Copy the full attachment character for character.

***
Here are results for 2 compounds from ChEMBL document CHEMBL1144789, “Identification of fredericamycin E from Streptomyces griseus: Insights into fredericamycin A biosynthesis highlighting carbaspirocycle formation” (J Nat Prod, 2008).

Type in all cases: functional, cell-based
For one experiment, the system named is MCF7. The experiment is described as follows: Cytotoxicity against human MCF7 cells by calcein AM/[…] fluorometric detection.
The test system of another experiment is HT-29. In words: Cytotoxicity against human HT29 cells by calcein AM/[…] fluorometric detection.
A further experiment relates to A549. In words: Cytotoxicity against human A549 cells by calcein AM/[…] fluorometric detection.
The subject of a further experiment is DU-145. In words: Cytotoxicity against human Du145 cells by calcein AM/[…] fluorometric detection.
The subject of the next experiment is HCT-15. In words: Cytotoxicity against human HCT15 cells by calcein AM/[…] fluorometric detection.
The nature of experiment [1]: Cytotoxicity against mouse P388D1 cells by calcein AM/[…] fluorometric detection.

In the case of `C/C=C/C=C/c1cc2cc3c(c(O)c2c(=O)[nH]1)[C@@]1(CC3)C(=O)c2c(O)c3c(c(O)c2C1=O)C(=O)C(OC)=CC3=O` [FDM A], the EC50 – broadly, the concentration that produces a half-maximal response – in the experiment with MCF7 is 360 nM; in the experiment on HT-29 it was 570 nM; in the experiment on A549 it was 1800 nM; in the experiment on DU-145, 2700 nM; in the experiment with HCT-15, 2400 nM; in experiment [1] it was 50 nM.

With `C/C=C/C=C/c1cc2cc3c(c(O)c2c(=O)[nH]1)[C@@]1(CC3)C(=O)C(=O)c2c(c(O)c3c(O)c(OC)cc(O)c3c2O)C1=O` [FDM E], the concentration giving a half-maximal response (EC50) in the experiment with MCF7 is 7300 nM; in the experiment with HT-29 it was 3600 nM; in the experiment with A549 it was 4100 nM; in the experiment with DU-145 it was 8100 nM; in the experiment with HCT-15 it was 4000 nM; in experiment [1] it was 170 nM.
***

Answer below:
Here are results for 2 compounds from ChEMBL document CHEMBL1144789, “Identification of fredericamycin E from Streptomyces griseus: Insights into fredericamycin A biosynthesis highlighting carbaspirocycle formation” (J Nat Prod, 2008).

Type in all cases: functional, cell-based
For one experiment, the system named is MCF7. The experiment is described as follows: Cytotoxicity against human MCF7 cells by calcein AM/[…] fluorometric detection.
The test system of another experiment is HT-29. In words: Cytotoxicity against human HT29 cells by calcein AM/[…] fluorometric detection.
A further experiment relates to A549. In words: Cytotoxicity against human A549 cells by calcein AM/[…] fluorometric detection.
The subject of a further experiment is DU-145. In words: Cytotoxicity against human Du145 cells by calcein AM/[…] fluorometric detection.
The subject of the next experiment is HCT-15. In words: Cytotoxicity against human HCT15 cells by calcein AM/[…] fluorometric detection.
The nature of experiment [1]: Cytotoxicity against mouse P388D1 cells by calcein AM/[…] fluorometric detection.

In the case of `C/C=C/C=C/c1cc2cc3c(c(O)c2c(=O)[nH]1)[C@@]1(CC3)C(=O)c2c(O)c3c(c(O)c2C1=O)C(=O)C(OC)=CC3=O` [FDM A], the EC50 – broadly, the concentration that produces a half-maximal response – in the experiment with MCF7 is 360 nM; in the experiment on HT-29 it was 570 nM; in the experiment on A549 it was 1800 nM; in the experiment on DU-145, 2700 nM; in the experiment with HCT-15, 2400 nM; in experiment [1] it was 50 nM.

With `C/C=C/C=C/c1cc2cc3c(c(O)c2c(=O)[nH]1)[C@@]1(CC3)C(=O)C(=O)c2c(c(O)c3c(O)c(OC)cc(O)c3c2O)C1=O` [FDM E], the concentration giving a half-maximal response (EC50) in the experiment with MCF7 is 7300 nM; in the experiment with HT-29 it was 3600 nM; in the experiment with A549 it was 4100 nM; in the experiment with DU-145 it was 8100 nM; in the experiment with HCT-15 it was 4000 nM; in experiment [1] it was 170 nM.